Retrospective Study
Copyright ©The Author(s) 2017. Published by Baishideng Publishing Group Inc. All rights reserved.
World J Gastroenterol. Oct 28, 2017; 23(40): 7265-7273
Published online Oct 28, 2017. doi: 10.3748/wjg.v23.i40.7265
Genetic associations with adverse events from anti-tumor necrosis factor therapy in inflammatory bowel disease patients
Daniel Lew, Soon Man Yoon, Xiaofei Yan, Lori Robbins, Talin Haritunians, Zhenqiu Liu, Dalin Li, Dermot PB McGovern
Daniel Lew, Department of Medicine, Cedars-Sinai Medical Center, Los Angeles, CA 90048, United States
Soon Man Yoon, Xiaofei Yan, Talin Haritunians, Zhenqiu Liu, Dalin Li, Dermot PB McGovern, F. Widjaja Foundation Inflammatory Bowel and Immunobiology Research Institute, Cedars-Sinai Medical Center, Los Angeles, CA 90048, United States
Lori Robbins, Department of Gastroenterology, Cedars-Sinai Medical Center, Los Angeles, CA 90048, United States
Author contributions: Lew D collected and analyzed the data, and drafted the manuscript; Yoon SM and Robbins L helped collect the data and edit the manuscript; Yan X and Li D helped with the technical and statistical analysis; Liu Z and Haritunians T helped analyze the data and edit the manuscript; McGovern DPB designed and supervised the study, and revised the manuscript for important intellectual content; all authors have read and approved the final version to be published.
Institutional review board statement: The study was reviewed and approved by the Cedars-Sinai Institutional Review Board (IRB #3358).
Informed consent statement: All study participants, or their legal guardian, provided informed written consent prior to study enrollment.
Conflict-of-interest statement: DPBM reports consulting for Janssen, UCB, Pfizer, Celgene, and Merck.
Data sharing statement: No additional data are available.
Open-Access: This article is an open-access article which was selected by an in-house editor and fully peer-reviewed by external reviewers. It is distributed in accordance with the Creative Commons Attribution Non Commercial (CC BY-NC 4.0) license, which permits others to distribute, remix, adapt, build upon this work non-commercially, and license their derivative works on different terms, provided the original work is properly cited and the use is non-commercial. See:
Correspondence to: Dermot PB McGovern, MD, PhD, F. Widjaja Foundation Inflammatory Bowel and Immunobiology Research Institute, Cedars-Sinai Medical Center, Los Angeles, CA 90048, United States.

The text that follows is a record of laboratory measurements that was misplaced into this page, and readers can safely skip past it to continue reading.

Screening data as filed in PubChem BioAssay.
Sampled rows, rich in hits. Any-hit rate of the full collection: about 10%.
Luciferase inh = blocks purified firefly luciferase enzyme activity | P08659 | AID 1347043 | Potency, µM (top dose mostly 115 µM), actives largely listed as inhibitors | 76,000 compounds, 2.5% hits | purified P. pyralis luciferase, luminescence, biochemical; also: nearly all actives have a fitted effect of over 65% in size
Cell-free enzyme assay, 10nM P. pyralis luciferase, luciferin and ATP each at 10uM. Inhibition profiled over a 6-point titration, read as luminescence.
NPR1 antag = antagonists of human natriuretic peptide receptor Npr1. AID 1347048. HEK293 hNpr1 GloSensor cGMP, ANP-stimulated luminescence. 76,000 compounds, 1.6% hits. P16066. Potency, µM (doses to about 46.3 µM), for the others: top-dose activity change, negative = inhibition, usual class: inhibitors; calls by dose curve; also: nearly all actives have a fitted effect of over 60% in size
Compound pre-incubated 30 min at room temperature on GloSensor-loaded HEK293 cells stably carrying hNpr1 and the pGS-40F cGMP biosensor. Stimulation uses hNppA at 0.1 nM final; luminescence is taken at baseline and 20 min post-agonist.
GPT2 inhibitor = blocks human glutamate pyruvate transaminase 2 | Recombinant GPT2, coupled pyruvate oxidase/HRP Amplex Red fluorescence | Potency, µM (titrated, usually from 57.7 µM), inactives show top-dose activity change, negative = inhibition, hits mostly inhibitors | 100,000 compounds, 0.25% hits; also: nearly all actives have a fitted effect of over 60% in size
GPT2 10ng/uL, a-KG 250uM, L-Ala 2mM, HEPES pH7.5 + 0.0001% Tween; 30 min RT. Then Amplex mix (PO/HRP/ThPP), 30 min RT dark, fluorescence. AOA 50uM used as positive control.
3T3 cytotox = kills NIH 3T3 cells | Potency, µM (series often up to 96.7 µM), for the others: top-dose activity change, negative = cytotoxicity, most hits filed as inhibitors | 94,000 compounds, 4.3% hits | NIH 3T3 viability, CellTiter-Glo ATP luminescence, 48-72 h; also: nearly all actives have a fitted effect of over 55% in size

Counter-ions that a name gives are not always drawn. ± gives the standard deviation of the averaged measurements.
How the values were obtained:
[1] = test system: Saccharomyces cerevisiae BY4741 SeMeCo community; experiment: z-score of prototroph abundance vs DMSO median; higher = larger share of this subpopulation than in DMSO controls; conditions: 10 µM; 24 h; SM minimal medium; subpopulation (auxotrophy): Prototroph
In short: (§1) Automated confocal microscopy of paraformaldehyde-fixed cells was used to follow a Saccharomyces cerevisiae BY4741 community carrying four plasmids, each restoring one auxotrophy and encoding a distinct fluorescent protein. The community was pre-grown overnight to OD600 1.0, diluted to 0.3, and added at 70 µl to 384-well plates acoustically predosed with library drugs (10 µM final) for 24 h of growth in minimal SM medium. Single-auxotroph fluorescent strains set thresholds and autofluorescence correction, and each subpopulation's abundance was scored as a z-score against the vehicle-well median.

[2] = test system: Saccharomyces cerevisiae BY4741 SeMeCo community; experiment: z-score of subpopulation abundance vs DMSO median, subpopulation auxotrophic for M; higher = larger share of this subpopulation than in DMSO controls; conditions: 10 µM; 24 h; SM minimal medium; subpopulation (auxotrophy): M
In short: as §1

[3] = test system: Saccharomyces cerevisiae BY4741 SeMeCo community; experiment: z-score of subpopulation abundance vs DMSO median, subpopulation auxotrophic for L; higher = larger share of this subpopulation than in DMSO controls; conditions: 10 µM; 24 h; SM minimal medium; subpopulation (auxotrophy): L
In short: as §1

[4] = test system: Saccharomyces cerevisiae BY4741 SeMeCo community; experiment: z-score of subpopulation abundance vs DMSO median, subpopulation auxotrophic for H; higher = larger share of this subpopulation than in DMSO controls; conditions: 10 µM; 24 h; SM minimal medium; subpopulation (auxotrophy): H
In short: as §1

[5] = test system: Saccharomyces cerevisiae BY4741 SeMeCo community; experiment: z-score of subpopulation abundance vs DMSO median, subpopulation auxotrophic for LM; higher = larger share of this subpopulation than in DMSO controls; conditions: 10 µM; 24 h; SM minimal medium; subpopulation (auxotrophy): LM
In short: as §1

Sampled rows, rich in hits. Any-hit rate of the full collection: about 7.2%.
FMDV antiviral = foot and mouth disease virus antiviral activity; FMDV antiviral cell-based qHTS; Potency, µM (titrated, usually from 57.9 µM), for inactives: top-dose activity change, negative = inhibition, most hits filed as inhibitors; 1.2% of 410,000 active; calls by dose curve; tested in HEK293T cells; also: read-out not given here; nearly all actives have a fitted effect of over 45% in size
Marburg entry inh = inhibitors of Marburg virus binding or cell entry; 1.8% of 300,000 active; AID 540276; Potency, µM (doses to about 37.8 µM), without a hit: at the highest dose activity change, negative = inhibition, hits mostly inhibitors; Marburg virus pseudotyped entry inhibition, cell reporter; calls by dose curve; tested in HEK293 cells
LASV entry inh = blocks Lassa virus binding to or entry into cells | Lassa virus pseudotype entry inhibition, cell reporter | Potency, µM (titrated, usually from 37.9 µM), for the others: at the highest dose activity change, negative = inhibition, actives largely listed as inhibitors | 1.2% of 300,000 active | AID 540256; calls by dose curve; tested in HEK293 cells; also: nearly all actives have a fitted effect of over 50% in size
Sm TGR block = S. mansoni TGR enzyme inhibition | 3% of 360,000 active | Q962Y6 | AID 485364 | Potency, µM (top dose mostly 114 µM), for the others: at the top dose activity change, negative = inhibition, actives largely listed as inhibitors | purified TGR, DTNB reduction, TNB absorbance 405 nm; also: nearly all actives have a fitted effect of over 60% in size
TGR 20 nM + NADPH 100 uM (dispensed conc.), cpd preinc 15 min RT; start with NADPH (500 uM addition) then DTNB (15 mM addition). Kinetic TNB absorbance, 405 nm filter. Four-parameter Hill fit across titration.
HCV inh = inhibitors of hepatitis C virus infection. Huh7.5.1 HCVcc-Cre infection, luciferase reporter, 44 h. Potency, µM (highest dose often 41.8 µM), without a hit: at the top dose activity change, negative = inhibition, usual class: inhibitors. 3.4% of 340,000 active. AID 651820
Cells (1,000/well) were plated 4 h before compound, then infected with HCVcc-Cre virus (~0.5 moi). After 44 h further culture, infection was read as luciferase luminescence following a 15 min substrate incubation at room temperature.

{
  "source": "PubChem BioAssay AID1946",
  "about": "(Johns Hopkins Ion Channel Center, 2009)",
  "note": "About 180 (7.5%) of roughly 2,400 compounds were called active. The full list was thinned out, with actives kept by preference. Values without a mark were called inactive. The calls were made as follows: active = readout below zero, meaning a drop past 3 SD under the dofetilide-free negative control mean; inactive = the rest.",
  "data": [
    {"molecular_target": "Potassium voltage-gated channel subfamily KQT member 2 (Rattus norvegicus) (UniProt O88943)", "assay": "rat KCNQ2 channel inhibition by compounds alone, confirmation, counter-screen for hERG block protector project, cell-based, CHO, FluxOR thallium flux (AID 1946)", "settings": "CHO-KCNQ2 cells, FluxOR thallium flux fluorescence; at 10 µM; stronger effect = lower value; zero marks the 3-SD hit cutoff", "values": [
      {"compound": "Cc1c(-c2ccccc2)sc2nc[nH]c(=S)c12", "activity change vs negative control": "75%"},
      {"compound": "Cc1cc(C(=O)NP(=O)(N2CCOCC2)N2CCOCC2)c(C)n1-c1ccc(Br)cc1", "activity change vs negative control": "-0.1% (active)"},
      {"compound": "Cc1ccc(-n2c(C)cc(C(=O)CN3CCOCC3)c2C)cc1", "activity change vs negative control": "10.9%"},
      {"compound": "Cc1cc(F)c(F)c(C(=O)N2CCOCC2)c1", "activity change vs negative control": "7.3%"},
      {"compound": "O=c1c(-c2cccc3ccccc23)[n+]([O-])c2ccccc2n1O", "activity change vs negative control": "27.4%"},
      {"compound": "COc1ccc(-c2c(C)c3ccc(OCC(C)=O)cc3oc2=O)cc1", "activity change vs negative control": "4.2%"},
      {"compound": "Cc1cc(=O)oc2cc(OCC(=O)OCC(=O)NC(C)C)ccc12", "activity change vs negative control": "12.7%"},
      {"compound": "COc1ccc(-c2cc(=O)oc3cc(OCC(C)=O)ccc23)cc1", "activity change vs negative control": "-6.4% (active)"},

Telephone: +1-310-4234100
Received: August 5, 2017
Peer-review started: August 5, 2017
First decision: August 14, 2017
Revised: August 25, 2017
Accepted: September 13, 2017
Article in press: September 13, 2017
Published online: October 28, 2017

To study the type and frequency of adverse events associated with anti-tumor necrosis factor (TNF) therapy and evaluate for any serologic and genetic associations.


This study was a retrospective review of patients attending the inflammatory bowel disease (IBD) centers at Cedars-Sinai IBD Center from 2005-2016. Adverse events were identified via chart review. IBD serologies were measured by ELISA. DNA samples were genotyped at Cedars-Sinai using Illumina Infinium Immunochipv1 array per manufacturer’s protocol. SNPs underwent methodological review and were evaluated using several SNP statistic parameters to ensure optimal allele-calling. Standard and rigorous QC criteria were applied to the genetic data, which was generated using immunochip. Genetic association was assessed by logistic regression after correcting for population structure.


Altogether we identified 1258 IBD subjects exposed to anti-TNF agents in whom Immunochip data were available. 269/1258 patients (21%) were found to have adverse events to an anti-TNF-α agent that required the therapy to be discontinued. 25% of women compared to 17% of men experienced an adverse event. All adverse events resolved after discontinuing the anti-TNF agent. In total: n = 66 (5%) infusion reactions; n = 49 (4%) allergic/serum sickness reactions; n = 19 (1.5%) lupus-like reactions, n = 52 (4%) rash, n = 18 (1.4%) infections. In Crohn’s disease, IgA ASCA (P = 0.04) and IgG-ASCA (P = 0.02) levels were also lower in patients with any adverse events, and anti-I2 level in ulcerative colitis was significantly associated with infusion reactions (P = 0.008). The logistic regression/human annotation and network analyses performed on the Immunochip data implicated the following five signaling pathways: JAK-STAT (Janus Kinase-signal transducer and activator of transcription), measles, IBD, cytokine-cytokine receptor interaction, and toxoplasmosis for any adverse event.


Our study shows 1 in 5 IBD patients experience an adverse event to anti-TNF therapy with novel serologic, genetic , and pathways associations.

Keywords: Genetic associations, Inflammatory bowel disease, Anti-tumor necrosis factor, Adverse events

Core tip: Tumor necrosis factor-α (TNF-α) plays a key role in the development and progression of inflammatory bowel disease (IBD). Anti-TNF therapy is highly efficacious in treating IBD patients, but many experience adverse events. Few studies have evaluated factors associated with adverse events to anti-TNF therapy. In this study, we found some genetic associations and pathways that are enriched for genes associated with the development of adverse events. Future studies will need to confirm these findings as the ability to identify subjects at high risk may help clinicians anticipate and therefore prevent or avoid these adverse events in the future.